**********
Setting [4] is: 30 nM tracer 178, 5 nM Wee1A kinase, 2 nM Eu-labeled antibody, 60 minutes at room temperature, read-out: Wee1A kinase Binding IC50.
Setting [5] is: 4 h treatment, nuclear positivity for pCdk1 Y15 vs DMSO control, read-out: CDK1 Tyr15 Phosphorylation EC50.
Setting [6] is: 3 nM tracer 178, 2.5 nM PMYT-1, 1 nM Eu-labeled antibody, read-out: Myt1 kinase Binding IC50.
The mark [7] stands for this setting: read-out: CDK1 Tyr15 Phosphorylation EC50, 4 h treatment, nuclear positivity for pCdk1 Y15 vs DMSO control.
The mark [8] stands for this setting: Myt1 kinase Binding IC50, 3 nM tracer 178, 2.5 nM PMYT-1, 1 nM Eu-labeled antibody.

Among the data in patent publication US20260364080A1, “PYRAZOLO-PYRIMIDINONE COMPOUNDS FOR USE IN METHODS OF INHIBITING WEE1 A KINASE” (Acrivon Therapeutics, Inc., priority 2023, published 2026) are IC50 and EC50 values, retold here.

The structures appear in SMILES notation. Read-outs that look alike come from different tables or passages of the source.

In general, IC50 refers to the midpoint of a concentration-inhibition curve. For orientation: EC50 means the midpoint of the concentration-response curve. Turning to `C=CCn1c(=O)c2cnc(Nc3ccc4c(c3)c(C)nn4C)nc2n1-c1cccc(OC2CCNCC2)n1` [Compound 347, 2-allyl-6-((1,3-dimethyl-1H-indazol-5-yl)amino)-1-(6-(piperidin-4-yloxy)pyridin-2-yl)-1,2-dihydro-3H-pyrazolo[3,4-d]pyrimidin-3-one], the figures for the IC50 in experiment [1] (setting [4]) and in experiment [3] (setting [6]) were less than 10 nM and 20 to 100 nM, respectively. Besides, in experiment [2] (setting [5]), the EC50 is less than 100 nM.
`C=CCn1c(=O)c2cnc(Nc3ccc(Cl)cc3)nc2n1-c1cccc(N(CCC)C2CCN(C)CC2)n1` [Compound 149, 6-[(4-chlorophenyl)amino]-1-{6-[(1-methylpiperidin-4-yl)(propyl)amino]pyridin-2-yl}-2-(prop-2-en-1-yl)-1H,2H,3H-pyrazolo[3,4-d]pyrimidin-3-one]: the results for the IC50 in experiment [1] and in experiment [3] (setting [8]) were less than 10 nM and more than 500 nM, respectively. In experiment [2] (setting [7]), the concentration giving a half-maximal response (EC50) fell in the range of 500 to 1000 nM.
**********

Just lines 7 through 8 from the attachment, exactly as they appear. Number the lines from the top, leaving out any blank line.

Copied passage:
The structures appear in SMILES notation. Read-outs that look alike come from different tables or passages of the source.

In general, IC50 refers to the midpoint of a concentration-inhibition curve. For orientation: EC50 means the midpoint of the concentration-response curve. Turning to `C=CCn1c(=O)c2cnc(Nc3ccc4c(c3)c(C)nn4C)nc2n1-c1cccc(OC2CCNCC2)n1` [Compound 347, 2-allyl-6-((1,3-dimethyl-1H-indazol-5-yl)amino)-1-(6-(piperidin-4-yloxy)pyridin-2-yl)-1,2-dihydro-3H-pyrazolo[3,4-d]pyrimidin-3-one], the figures for the IC50 in experiment [1] (setting [4]) and in experiment [3] (setting [6]) were less than 10 nM and 20 to 100 nM, respectively. Besides, in experiment [2] (setting [5]), the EC50 is less than 100 nM.